A Gift of Spirit

The homeless charity, Shelter, in a recent report, estimated that at least 307,000 people in the UK were sleeping rough or staying in temporary accommodation such as homeless hostels. This is an increase of 13,000 in just one year. Closer investigation of these figures shows that in Manchester, for example, one in 154 are homeless. This compares to one in 266 the year before. Clearly this is a crisis affecting this and other communities. While governmental changes to the system will come with this 2018’s Homelessness Reduction Act, there are no drastic overnight changes expected. It’s easy to feel helpless in the face of this, and other difficult issues. It’s also obvious that something needs to be done on the ground.

In December 2017, in the run up to Christmas, we heard about a charitable community project organised by Salford Spiritualist Church called “Gifts for the Homeless.” The idea started in October 2016, and committee member Danny Goodchild CSNU tells us, “We wanted to collect warm coats, blankets, hats, scarves and gloves for the Homeless on Manchester. We asked members at our services for donations of warm clothing and the response was fantastic. Although very short notice we gathered approximately 35 bags to give, some also collected by Wigan Spiritualist Church.”

Danny went on to explain the value of working in partnership to increase the impact of the project, recalling “Our first idea was to distribute the clothes ourselves, but because of the short time and lack of knowledge about taking on such a big task we decided to take them to an already established homeless charity, Barnabus. The items were gladly accepted, and while chatting to them we found other items such as toothpaste, peanut butter, sugar and some toiletries were needed.  We collected further items until the New Year and also gave them to Barnabus.“

As the 2017 Christmas period approached, the Committee decided they would build on previous experience, and distribute the collected items themselves. “We felt we wanted to give more personal items to those on the streets,” explained Danny, “just to say we were thinking of them. We decided on assembling 30 waterproof bags; inside would be two pair of new socks, a warm hat, gloves, men or women’s toiletries, chocolates and cakes - just little personal items. We received donations from our members and also local organisations. We were able to take nine parcels to everyone in a men’s homeless hostel, and to an old people’s residential home where new socks were given to each resident - another 31 in total. People still brought in warm clothes, coats and even a sleeping bag. These were taken to The Booth Centre in Manchester, which gives items to those in real need.”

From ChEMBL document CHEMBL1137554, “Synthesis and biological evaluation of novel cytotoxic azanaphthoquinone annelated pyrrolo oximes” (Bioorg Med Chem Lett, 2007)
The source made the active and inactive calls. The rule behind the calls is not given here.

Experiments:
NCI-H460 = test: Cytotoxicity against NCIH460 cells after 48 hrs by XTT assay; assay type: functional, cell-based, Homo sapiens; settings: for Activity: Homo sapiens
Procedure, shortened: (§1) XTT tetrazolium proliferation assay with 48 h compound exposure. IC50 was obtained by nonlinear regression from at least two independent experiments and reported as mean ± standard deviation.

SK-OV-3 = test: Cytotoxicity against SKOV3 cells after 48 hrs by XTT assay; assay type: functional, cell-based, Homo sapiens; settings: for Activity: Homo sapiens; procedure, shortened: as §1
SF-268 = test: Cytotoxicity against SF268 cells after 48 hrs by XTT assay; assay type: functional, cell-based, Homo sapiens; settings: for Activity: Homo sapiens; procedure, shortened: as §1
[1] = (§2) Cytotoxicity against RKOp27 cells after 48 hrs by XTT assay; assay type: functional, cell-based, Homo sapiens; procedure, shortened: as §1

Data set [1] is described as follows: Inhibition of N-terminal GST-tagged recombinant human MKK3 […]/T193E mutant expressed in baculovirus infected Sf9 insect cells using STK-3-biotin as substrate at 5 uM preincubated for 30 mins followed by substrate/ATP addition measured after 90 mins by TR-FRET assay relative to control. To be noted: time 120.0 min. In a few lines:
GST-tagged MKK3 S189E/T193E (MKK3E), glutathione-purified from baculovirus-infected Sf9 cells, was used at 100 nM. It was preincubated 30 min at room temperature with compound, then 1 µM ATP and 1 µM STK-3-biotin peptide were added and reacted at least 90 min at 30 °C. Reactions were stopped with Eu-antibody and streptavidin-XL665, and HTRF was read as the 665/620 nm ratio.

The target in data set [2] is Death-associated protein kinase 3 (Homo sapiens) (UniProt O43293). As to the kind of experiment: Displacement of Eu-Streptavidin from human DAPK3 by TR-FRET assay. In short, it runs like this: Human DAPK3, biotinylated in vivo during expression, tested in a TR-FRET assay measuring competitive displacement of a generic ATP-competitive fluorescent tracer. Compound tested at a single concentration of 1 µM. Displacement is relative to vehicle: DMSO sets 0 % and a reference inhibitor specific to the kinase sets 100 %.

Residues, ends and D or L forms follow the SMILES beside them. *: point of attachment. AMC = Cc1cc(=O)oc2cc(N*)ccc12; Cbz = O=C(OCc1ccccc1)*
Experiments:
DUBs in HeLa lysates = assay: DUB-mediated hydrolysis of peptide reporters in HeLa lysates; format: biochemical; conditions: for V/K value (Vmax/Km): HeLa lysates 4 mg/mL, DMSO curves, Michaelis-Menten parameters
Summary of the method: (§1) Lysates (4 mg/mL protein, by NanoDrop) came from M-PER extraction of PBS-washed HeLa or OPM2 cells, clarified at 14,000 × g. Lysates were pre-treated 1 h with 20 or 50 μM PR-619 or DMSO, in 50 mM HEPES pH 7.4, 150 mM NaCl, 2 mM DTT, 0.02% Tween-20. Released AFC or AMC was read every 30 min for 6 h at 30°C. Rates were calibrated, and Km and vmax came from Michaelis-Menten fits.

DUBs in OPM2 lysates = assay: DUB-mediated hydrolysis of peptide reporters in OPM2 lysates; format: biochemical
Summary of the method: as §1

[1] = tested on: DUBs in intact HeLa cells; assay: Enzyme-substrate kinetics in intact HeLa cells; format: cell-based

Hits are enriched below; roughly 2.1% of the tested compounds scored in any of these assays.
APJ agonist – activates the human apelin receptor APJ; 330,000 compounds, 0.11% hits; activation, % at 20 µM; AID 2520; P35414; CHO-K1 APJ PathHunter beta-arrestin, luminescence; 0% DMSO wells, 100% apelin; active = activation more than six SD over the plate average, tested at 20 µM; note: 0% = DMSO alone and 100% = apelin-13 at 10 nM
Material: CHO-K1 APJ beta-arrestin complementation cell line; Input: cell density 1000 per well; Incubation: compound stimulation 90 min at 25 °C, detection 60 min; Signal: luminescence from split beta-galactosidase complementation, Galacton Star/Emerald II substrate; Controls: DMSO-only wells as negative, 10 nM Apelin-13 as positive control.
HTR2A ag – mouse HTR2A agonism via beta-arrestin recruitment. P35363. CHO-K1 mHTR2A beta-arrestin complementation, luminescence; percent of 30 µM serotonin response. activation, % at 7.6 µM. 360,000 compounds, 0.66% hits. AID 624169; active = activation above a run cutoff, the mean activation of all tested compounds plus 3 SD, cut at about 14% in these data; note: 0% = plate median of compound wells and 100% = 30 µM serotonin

Due to their hard work, the bags were ready by mid-December. Danny reported, “We distributed the personal bags, and we talked to both men and women living on the streets of Manchester. The bags were gone within an hour. To be thanked by those who have nothing is quite humbling. We gave the last bag at a soup kitchen that is set up every other Sunday in Manchester’s Piccadilly Gardens. The line was long, not only filled with the homeless, but also those who have somewhere to live but no money for food. The amount of people was staggering.”

Like many other churches and groups of Spiritualists, Salford Church and friends realised that a difference could be made without having to raise massive amounts of money. They recognised that their thoughtfully targeted efforts would make a difference at a time of heightened need.  They present an idea that others may wish to follow, or be inspired to find an opportunity for community action that meets a need in their locality. The story demonstrates the power of working in partnership, not only within the church community, but with other specialist organisations. We know this is already happening in many places, and highlights the power of volunteers working together.

We’ll leave the last thoughts for Danny, who said, “In the car back to church, we all said how sad that we did not have enough bags for everyone. We knew no matter how many we had, it would never be enough. The short connection helped us know it is better to do something than do nothing at all. We have already started planning for next year.“

Danny Goodchild CSNU, talking to Alv Hirst (In SNU Today February 2018)